But nothing momentous happens in the boat this time, other than a seeming non-sequitur from Jesus: “Watch out for the yeast of the Pharisees and the yeast of Herod!” The disciples may have been disturbed or distracted by the on-shore confrontation between Jesus and the Pharisees. Maybe they missed their opportunity to acquire bread because they were drawn into this tense encounter, and when they realized their mistake, they felt even worse. Unsettled and hungry, they exchange words with one another. It’s difficult to imagine any constructive conversation in this particular context; the Greek word for “discuss” used here carries connotations of spinning mental wheels without sufficient guidance. Were they attempting to hide their mistake? Or blaming one another? Or deflecting their responsibility? Or bemoaning their feelings of stupidity? Were they trying to decide who would have to tell Jesus? Or were they wrangling over who would get to eat that evening, and who wouldn’t? When they say to one another, “It is because we have no bread,” the irony is deafening. One loaf of bread is not the same as no bread. One loaf among thirteen people is the makings of a feast compared with five among five thousand. But most to the point: this is not about bread. The object of the disciple’s fixation and fretting is literal. Jesus is concerned with their lack of trust in the new reality he is spending himself to inaugurate.
But however wide the chasm of perception between Jesus and his nearest followers in that moment in the boat, I do not hear Jesus marshalling shame or blame. Instead, I see a group of men trapped in their own hapless, helpless ignorance and Jesus straining to find a way in – to become himself the yeast that will leaven the dough of their lives until all is gloriously risen. Viewing the conversation through the lens of Jesus’ human vulnerability, perhaps Jesus himself is equally perplexed about what more he might do, or do differently, to help them perceive, understand, and remember that the kingdom has come near. Rather than righteously indignant, perhaps he is simply tired and a little sad, yearning for their calcified hearts to crack open in pliable surrender. Rather than accusing them of failing to see what’s in front of them, perhaps his voice even breaks with tears of compassion as he says, Do you not yet understand?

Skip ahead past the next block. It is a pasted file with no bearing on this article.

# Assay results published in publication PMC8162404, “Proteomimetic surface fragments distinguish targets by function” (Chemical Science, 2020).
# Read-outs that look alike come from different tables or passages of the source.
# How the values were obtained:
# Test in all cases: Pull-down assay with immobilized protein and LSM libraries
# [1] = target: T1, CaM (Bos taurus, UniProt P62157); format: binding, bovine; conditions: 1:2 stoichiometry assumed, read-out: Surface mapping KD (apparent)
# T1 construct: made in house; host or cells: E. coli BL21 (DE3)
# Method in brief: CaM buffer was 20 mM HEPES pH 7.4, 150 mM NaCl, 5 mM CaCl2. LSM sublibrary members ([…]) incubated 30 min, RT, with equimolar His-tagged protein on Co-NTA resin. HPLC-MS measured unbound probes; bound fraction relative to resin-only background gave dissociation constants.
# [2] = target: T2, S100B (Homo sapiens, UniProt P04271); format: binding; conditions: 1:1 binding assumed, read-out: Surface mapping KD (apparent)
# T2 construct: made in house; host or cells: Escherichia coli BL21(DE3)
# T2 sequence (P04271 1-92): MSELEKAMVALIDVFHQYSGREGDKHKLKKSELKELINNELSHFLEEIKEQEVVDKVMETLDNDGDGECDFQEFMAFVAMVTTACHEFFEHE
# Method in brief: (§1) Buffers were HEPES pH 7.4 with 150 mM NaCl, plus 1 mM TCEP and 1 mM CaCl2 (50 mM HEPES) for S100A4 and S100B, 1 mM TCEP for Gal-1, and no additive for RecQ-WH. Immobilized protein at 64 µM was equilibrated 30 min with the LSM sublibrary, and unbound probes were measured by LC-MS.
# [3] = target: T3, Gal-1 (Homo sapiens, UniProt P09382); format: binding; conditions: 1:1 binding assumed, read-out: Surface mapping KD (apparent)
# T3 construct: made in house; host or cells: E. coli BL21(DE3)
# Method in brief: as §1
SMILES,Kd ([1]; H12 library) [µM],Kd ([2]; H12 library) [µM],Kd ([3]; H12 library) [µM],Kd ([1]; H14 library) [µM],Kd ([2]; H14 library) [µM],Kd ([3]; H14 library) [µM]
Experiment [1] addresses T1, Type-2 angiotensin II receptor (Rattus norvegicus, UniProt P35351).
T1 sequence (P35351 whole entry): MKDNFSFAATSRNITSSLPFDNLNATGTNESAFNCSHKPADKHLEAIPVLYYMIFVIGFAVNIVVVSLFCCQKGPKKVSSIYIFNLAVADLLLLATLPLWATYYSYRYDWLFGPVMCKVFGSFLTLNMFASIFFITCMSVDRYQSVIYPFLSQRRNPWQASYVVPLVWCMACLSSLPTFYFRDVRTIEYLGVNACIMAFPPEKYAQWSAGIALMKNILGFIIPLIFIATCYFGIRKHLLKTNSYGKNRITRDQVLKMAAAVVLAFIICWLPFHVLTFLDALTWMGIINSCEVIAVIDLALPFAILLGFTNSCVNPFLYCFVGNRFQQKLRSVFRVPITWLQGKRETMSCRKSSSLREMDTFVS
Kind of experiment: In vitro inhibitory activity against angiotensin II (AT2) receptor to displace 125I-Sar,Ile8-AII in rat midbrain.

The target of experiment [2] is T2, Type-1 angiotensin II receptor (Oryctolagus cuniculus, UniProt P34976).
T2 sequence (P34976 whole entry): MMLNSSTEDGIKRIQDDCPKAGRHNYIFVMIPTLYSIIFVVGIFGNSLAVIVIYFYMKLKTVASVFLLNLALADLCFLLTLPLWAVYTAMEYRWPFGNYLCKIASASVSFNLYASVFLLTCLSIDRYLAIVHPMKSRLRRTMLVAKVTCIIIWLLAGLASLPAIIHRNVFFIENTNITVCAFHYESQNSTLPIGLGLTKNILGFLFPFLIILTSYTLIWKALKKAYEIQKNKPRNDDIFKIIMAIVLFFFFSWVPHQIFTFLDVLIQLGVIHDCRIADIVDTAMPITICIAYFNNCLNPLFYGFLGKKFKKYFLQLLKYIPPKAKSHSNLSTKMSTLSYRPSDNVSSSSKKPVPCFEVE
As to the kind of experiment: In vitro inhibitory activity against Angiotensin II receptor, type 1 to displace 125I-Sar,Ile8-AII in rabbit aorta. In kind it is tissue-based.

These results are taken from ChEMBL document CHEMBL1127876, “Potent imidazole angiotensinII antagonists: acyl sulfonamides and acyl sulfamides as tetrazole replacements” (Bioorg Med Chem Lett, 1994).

The Pharisees and the disciples are ultimately caught up in, or infiltrated by, the same basic form of self-perpetuating energy. It is a rapidly spreading, horizontal contagion that begins with temptation and leads to death (as we heard from the Letter of James). To be tempted or tested is neither positive nor negative. Like yeast, its presence brings nourishment or decay depending on how skillfully and faithfully we interact with it or discard it. Entrusting ourselves to the mercy of God when our inner Pharisees demand signs from heaven is to choose the yeast of the kingdom. God in the person of Jesus introduces a vertical energy as clear and clean as a beam of light, exposing our argumentative testing and anxious self-reasoning. The yeast of the Pharisees is often identified, as in Luke’s gospel, with hypocrisy. To be a hyprocite is to fail and fall short of one’s stated beliefs but pretend that no such failing or falling has taken place. The hypocrite has been seduced and deceived into believing that persecuting the failing and falling of others is virtuous. Perhaps Jesus believes that the disciples are in danger of exposure to this yeast by their lack of trust in God’s abundance. To follow Jesus everywhere is to profess with their actions a radical trust in God’s provision. If the fear of scarcity seizes them the moment they are at sea with only one loaf of bread, this is a moment of looming hypocrisy.
Do you not yet understand? The question is left hanging in the air, and the remainder of the boat ride before they reach the shore in Bethsaida is left to our praying imaginations. I see Jesus wordlessly take that single loaf of bread in his hands, and bow in silence for a long time, before straightening up and breaking it in half, and then into thirteen pieces. Distributing one to each of them, nothing has been mysteriously multiplied. But as he hands a piece to each, I hear him say, “Do you not yet understand my love for you?” Perhaps it is this they would indeed remember on that Passover night shortly to come, when he broke an unleavened loaf among them and offered himself.